On Tuesday, by a vote of 229-174, the House of Representatives favorably approved H.R. 4571, the Lawsuit Abuse Reduction Act of 2004.
H.R. 4571 would amend Rule 11 of the Federal Rules of Civil Procedure to penalize attorneys who file frivolous lawsuits. The legislation also limits forum shopping by restricting plaintiffs to file lawsuits only in the jurisdiction where the plaintiff was injured, where the plaintiff resides, or the jurisdiction in which the defendant’s company is domiciled. The bill was introduced in June by Rep. Lamar Smith, R-TX, and currently has 24 co-sponsors.
An amendment, in the nature of a substitute, offered by Rep. Jim Turner, D-Texas, failed by a vote of 177 yeas and 226 opposed. The “Three Strikes and You’re Out” amendment would impose mandatory sanctions on attorneys that file frivolous pleadings or engage in frivolous conduct during discovery. The amendment would also reportedly make it more difficult for court records to be sealed.
“NAMIC applauds the Congress for passing the Lawsuit Abuse Reduction Act,” Marliss Browder, NAMIC federal affairs director, commented. “This bill would restore mandatory sanctions against those filing such suits that were eliminated in 1993. Due to the dramatic increase in filing class action lawsuits in the United States in the last decade – many of which would be considered frivolous – our member companies, as well as businesses in many other industries, have been forced to use more of there valuable financial and human resources that would otherwise be available to grow their business and employ more American workers,” Browder continued.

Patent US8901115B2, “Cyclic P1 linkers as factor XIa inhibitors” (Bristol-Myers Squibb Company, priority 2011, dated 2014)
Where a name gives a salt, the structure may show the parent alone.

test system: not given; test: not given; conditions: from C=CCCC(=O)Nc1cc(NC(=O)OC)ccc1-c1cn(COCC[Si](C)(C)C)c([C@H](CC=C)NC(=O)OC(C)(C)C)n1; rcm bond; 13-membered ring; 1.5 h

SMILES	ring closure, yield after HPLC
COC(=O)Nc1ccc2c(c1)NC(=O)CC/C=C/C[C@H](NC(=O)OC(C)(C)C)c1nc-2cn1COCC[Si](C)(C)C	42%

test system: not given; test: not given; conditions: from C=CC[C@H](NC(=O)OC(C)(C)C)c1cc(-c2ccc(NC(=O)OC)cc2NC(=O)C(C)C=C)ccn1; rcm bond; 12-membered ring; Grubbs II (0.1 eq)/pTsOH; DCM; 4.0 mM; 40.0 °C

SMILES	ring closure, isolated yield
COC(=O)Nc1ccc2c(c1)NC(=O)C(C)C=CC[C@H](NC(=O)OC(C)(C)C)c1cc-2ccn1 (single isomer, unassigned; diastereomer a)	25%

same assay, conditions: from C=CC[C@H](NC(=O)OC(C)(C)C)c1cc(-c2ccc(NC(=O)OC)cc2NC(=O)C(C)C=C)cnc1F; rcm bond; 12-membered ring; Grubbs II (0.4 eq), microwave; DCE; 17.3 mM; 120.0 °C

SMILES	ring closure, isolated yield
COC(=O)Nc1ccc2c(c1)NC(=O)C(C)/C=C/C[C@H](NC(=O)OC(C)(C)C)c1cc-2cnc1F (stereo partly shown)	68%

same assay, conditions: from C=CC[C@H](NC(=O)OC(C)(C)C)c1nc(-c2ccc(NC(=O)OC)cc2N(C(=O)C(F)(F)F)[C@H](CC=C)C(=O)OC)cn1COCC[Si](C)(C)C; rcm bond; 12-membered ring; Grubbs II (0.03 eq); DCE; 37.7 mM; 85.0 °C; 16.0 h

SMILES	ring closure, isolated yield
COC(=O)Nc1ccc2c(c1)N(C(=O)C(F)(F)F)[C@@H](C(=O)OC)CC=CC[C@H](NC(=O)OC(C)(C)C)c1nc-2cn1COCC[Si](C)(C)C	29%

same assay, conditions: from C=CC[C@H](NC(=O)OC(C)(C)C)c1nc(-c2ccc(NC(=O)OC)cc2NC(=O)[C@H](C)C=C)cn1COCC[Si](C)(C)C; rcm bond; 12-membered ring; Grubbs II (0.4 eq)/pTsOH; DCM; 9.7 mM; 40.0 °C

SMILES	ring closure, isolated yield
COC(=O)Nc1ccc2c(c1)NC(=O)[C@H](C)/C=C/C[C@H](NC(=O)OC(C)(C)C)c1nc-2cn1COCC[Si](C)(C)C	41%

On Sept. 8, the House Judiciary Committee favorably approved H.R. 4571 on an 18-10 vote. An amendment offered by Rep. Ric Keller, R-Fla., to disbar lawyers for at least one year if they file three frivolous lawsuits in a federal court was easily approved by a vote of 20-6.
“We realize that time is now running out, however NAMIC remains committed to passing class action reform legislation this year and are cautiously optimistic that the Senate will follow suit and pass this important piece of legislation,” Browder added.
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